On Amber Dawn’s ‘Where the Words End and My Body Begins’
Dawn’s poetry of the marginalized and forgotten is an informal manifesto for our time, a landmark on the queer, feminist landscape.
5.4” x 7.8”
Perfectbound Trade Paperback
ISBN # 9781551525839
Arsenal Pulp Press
Vancouver, British Columbia, Canada
Mamma. I’ve been working lines and verse
for long enough now to finally find you
in the white space. I’ve claimed the page
is where a poet heals.
(“Sandra Anna’s Baby Book,” p. 62)
With everything that’s going on right now both on this continent and in the world, what literature needs most is writing that is almost uncomfortably raw. The kind that isn’t afraid to get in your face and hover there for a while until its presence is acknowledged and any discomfort is sucked up. Writing that is simultaneously personal and historical, acknowledging the various types of roots that tie the individual and the collective together. Though Amber Dawn’s collection, “Where the Words End and My Body Begins,” was released in 2015, its applicability and timelessness is worthy of applause, and its direct language is a salve to comfort the disturbed while disturbing the comfortable.
The collection is made up of glossa that transform and elaborate on the original cited poems, creating stories of love, loss, pain, and identity. Running through the collection is the strong queer narrative that dominates the latter half of the poems, presenting them as a call to action and self-reflection that doesn’t mince or cherry-pick its words. This creates a rather startling effect while reading, for while the reader has come to expect the appearance of these themes, the poems still serve as little bursts of shock that awaken the senses. It’s a welcomed kind of shock, one that has been long overdue and necessary in addressing the issues of queer identity and community.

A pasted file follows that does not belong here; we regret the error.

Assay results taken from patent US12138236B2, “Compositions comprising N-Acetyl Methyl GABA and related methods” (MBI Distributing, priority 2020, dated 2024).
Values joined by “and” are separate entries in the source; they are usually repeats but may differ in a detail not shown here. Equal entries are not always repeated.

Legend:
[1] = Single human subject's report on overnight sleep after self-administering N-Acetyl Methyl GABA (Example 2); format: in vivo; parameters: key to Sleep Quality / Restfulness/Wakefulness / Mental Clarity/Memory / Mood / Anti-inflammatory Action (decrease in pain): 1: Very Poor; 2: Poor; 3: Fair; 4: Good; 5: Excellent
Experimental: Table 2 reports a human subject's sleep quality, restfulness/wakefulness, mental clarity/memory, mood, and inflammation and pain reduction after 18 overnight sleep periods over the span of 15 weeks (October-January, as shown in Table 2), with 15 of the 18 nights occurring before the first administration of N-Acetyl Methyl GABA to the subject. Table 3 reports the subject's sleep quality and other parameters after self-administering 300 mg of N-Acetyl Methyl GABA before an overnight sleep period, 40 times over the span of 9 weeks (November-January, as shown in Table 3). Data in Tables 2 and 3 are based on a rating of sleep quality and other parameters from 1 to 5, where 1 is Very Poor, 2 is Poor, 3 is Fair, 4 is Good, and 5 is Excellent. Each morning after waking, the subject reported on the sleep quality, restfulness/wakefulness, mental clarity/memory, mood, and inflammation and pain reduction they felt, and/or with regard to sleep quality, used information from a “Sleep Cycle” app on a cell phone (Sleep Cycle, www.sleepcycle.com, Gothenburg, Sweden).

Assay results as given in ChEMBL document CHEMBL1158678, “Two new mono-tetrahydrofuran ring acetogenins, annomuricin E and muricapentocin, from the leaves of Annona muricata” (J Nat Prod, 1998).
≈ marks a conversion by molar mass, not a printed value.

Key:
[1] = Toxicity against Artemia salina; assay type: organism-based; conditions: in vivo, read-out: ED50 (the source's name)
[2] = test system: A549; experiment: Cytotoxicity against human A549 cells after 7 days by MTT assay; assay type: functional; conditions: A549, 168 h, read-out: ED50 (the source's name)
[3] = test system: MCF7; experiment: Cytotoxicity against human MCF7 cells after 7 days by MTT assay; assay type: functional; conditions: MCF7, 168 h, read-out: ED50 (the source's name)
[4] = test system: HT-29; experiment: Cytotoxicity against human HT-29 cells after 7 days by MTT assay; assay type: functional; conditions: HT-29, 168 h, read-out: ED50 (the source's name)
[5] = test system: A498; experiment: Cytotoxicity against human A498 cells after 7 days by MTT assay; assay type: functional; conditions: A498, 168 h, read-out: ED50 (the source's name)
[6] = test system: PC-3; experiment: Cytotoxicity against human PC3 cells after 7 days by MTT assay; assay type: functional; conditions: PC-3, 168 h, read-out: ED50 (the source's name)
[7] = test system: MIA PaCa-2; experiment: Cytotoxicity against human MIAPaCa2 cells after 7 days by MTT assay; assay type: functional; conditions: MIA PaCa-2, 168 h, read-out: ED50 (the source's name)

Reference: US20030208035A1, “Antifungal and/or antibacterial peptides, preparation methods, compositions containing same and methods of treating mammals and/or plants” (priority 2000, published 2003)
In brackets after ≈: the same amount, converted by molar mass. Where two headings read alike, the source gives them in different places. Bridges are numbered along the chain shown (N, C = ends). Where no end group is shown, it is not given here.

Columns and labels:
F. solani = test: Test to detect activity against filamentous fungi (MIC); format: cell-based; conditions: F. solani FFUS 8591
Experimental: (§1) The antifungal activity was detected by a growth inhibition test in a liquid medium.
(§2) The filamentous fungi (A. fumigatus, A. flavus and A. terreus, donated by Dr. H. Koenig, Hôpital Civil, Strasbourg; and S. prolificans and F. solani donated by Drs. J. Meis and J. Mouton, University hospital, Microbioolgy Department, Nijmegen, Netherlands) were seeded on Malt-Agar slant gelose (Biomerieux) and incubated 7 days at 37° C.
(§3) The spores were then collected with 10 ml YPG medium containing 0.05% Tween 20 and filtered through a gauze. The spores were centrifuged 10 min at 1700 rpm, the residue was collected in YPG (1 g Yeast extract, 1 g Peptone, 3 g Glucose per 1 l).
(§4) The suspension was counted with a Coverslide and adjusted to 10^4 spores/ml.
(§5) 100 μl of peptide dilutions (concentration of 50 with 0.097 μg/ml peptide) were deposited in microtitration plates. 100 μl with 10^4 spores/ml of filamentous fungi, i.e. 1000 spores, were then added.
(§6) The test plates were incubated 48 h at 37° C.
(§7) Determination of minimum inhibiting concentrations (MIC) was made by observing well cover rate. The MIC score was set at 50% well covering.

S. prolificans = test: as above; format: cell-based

As an adult reading these poems, and as a young woman, there was a touch of mentorship in the voice that I found myself welcoming and needing more than I realized. There were lines that felt relatable because of how close to home they hit, lines like:
asked, “What have you made, Amber Dawn?”
I said “A Bird house
where no bird will ever nest.”
(“Autophobia,” p. 13).
Others did a better job at tackling issues of sexual violence than any news report could ever do, relatable because of the sad reality and looming fear that still has to fight for acknowledgment:
Once upon an early childhood, sackcloth and ash
took up my hands, one nicked my lips, the other
horned between my thighs, one pinked my eye
the other marked my voice.
(“Story Book,” p. 30).
Don’t let the whimsical cover fool you into thinking this collection is sanitized, for it is anything but. What it is is a safe zone for the open-minded and allies, the marginalized and forgotten. It is the hands reaching out from the darkness and clawing their way into the sunlight, because there is no time for bureaucracy and polite procedures, for these lead nowhere. This is a collection that confidently shoves its readers from their comfortable spot knowing they will later thank it for that. Amber Dawn comes as close to formulating an informal manifesto for our time as one has come in a while, and has succeeded immensely, adding a landmark to the queer and feminist poetry landscape.